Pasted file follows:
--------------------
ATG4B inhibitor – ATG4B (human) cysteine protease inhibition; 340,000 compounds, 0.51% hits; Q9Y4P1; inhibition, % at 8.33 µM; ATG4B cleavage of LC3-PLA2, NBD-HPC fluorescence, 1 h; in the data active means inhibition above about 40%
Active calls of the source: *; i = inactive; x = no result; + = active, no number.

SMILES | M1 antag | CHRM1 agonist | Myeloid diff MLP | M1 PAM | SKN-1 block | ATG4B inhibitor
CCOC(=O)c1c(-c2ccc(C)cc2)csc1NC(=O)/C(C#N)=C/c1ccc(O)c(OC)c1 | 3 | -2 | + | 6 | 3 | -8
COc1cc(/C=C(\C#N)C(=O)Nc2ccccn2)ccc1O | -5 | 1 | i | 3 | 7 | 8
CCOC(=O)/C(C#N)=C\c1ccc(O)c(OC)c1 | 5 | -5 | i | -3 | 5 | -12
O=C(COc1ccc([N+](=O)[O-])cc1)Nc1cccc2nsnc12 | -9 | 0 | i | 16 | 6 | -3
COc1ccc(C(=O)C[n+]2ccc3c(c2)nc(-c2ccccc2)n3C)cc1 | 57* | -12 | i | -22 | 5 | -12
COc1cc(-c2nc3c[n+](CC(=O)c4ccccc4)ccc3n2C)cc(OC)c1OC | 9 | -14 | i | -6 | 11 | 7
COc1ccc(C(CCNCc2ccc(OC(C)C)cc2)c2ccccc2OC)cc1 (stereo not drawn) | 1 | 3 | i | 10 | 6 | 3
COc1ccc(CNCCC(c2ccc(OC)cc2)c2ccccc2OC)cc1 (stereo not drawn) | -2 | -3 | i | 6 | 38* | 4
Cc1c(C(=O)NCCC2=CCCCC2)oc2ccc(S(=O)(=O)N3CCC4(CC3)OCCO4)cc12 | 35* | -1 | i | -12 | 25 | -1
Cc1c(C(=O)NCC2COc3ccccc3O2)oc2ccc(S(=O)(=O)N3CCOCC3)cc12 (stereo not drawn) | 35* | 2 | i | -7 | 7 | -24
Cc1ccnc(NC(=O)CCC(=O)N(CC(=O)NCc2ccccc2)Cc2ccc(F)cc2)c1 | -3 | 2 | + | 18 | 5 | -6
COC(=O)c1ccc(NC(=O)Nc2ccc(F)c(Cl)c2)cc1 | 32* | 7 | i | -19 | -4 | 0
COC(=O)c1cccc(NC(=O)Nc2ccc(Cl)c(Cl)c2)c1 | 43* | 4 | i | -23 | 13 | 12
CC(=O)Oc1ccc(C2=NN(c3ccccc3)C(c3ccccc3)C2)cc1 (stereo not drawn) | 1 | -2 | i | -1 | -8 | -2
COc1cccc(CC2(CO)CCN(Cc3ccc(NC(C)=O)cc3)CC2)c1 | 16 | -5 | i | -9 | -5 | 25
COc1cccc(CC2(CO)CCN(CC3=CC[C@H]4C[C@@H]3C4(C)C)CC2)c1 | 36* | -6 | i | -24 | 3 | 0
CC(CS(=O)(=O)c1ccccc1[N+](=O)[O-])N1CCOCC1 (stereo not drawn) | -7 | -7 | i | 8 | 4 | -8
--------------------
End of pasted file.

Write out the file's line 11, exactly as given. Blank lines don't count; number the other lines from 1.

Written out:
COc1ccc(CNCCC(c2ccc(OC)cc2)c2ccccc2OC)cc1 (stereo not drawn) | -2 | -3 | i | 6 | 38* | 4